If one thing is true about today’s market for television broadcasting, it’s that consumers face an overwhelming range of technology and packaged viewing choices. While each type of service provider offers different benefits and associated costs—cable companies and subscription satellite are only the most common solutions—one often-overlooked option is a free-to-air (FTA) satellite system.
FTA satellites function with technology very similar to what is used by major subscription satellite providers, however there is a crucial difference. Whereas subscribing to satellite TV through a dish company entails regular payments in return for a chosen programming package, FTA satellites offer independent, customizable access to a variety of stations made freely available to the public by channels and broadcasters around the world.
To get an FTA satellite system up and running, only a few components are necessary to begin. First, an FTA receiver is required to pick up the unencrypted signals sent from about 20 total satellites positioned around the earth, enabling access to more than 200 channels worldwide.
Secondly, a satellite dish (31″ is the recommended minimum) is necessary to position in range of a given network or set of satellite networks. Finally, a linear KU band LNB (Low-Noise Block Downconverter) is needed to adjust incoming frequencies for optimal viewing, along with a cable to connect the LNB to the receiver.
Depending on the needs and interests of each FTA user, different models of these various components may be better suited to achieve the best results and receive the greatest range of station access. Many providers and products exist to meet these needs, but one very helpful and affordable resource for FTA receivers, dishes, and other equipment is Ocean Satellite.
For those looking to finally wave goodbye to erratic cable bills and unreliable tech service, FTA satellites systems can either be self-installed or set up by experienced professionals for a reasonable, one-time fee. With so many options and packages available to maximize the setup for particular viewing needs, some sources strongly recommend professional installation.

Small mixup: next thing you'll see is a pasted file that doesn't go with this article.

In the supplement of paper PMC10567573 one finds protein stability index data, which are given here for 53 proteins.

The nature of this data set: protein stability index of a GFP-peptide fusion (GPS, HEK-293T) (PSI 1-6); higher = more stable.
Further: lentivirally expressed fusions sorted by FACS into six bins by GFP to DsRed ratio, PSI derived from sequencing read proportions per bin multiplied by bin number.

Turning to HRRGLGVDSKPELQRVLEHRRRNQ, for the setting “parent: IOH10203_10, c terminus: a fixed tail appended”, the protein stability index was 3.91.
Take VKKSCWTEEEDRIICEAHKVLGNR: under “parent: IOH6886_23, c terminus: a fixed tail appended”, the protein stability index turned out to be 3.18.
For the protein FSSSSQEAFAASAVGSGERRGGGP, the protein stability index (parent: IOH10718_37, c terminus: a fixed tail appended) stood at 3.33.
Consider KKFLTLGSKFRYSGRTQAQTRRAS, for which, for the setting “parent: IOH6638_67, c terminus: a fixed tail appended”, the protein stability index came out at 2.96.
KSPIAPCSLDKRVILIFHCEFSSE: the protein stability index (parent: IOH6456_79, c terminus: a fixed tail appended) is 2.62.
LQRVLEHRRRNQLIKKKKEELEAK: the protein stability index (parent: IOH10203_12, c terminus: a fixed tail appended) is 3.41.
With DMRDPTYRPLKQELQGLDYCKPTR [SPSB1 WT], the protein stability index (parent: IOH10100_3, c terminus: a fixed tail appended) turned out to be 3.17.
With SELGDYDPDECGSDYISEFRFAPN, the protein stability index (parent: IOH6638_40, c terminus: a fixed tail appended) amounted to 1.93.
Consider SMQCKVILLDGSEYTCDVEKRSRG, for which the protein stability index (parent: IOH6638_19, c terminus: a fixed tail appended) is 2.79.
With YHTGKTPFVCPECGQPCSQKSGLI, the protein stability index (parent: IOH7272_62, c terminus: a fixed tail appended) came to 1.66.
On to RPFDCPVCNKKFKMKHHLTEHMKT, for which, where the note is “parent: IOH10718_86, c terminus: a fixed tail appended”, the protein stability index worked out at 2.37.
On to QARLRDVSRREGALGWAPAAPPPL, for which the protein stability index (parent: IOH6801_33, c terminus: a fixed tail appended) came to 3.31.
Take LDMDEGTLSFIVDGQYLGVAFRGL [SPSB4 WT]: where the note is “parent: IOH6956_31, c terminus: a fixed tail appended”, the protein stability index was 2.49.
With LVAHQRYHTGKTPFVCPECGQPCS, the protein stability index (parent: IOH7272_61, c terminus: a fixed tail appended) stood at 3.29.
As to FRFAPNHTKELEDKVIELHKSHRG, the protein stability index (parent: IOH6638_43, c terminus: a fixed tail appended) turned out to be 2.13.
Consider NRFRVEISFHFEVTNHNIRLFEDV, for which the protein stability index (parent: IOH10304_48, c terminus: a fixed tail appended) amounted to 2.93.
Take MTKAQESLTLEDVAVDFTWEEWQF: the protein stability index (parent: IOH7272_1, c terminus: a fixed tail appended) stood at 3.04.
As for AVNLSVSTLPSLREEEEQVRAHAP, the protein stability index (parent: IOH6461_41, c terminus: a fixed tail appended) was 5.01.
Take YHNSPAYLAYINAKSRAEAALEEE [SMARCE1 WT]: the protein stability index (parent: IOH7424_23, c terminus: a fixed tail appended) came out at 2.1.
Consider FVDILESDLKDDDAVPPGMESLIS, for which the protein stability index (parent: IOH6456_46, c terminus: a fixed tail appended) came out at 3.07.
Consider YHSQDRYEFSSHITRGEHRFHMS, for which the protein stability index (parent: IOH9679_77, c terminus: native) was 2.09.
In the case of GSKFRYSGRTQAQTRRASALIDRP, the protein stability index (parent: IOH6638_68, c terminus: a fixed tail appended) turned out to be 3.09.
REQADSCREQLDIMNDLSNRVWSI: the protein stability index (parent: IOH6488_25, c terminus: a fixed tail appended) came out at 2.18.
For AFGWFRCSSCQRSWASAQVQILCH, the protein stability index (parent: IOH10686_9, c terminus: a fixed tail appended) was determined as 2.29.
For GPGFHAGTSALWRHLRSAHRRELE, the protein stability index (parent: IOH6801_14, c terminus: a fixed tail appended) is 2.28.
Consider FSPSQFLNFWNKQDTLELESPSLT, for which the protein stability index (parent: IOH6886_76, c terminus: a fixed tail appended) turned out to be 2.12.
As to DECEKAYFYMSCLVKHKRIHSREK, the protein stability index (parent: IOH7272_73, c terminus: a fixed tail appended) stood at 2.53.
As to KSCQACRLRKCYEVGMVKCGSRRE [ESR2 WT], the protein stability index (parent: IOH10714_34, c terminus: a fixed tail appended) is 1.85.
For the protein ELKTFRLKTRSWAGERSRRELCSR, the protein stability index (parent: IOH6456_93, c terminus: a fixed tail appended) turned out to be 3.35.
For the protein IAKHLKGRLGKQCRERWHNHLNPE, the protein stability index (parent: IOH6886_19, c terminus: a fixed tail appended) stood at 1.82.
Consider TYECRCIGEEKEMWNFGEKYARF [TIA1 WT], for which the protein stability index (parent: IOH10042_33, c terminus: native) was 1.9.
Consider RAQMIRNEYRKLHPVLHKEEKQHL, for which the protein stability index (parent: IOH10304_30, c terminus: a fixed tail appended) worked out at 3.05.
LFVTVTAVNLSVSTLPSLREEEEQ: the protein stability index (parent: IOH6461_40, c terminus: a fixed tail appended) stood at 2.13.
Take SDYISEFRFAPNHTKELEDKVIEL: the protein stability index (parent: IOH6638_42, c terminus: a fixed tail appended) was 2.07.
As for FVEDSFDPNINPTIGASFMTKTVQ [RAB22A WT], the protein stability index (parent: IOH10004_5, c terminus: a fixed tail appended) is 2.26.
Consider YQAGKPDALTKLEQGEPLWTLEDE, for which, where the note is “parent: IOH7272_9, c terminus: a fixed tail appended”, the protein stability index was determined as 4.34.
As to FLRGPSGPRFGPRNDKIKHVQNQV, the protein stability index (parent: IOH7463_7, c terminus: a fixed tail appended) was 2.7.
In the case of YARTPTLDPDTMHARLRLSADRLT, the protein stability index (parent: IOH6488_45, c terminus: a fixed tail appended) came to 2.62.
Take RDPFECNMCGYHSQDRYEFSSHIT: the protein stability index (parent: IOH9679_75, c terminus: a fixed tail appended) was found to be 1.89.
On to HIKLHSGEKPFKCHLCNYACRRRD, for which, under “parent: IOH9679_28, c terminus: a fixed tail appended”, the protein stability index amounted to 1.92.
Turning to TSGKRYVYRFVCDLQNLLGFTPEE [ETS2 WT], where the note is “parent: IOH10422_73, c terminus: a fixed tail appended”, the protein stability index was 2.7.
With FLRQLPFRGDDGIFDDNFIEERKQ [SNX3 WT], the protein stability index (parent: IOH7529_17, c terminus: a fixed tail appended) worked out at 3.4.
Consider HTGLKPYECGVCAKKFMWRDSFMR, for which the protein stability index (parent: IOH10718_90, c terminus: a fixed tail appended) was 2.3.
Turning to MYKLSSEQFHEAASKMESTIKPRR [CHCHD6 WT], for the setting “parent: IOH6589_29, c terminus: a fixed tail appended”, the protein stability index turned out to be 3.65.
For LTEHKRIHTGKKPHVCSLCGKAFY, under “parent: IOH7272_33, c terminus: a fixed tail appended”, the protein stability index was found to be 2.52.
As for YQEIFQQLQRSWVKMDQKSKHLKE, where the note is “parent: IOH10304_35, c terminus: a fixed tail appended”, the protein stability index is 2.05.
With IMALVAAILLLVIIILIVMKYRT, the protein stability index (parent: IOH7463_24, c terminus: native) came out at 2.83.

Alternatively, for those who are handier with technology, various guides are available and sufficient to provide step-by-step instructions for installation. As with anything, the most important factor in reaching the right choice for an FTA system is making sure to research which products and satellite networks will provide the access to desired broadcasts.
Today’s FTA systems are categorized as either stationary, providing access to a regionalized set of signals, or motorized, enabling the dish antenna to rotate among the signal ranges of a viewer’s desired network choices. Motorized systems therefore require an additional component known as a Digital Satellite Equipment Control Motor (Diseqc).
For example, while a stationary system installed in the United States may only provide access to satellites within range of its fixed position, a motorized system linking the receiver to the diseqc motor can adjust to pick up quality signals from international stations without any further modification.
For television viewers of varying lifestyles, the prospect of obtaining free satellite TV channels from stations around the world presents an enticing, worthwhile solution. Those living in a foreign country may opt to install an FTA system in place of contracting with a foreign company, thus getting free access to programs based in their own country and language.
For others, watching television may be a leisure activity not worth the cost of a monthly subscription. An FTA satellite system could thus offer a low-cost way to obtain only what a viewer really cares to see. Whatever the case may be, FTA satellites are an underrated but growing solution for many who recognize that many broadcasters provide free programming for those willing to find a legal alternative to subscription-based television.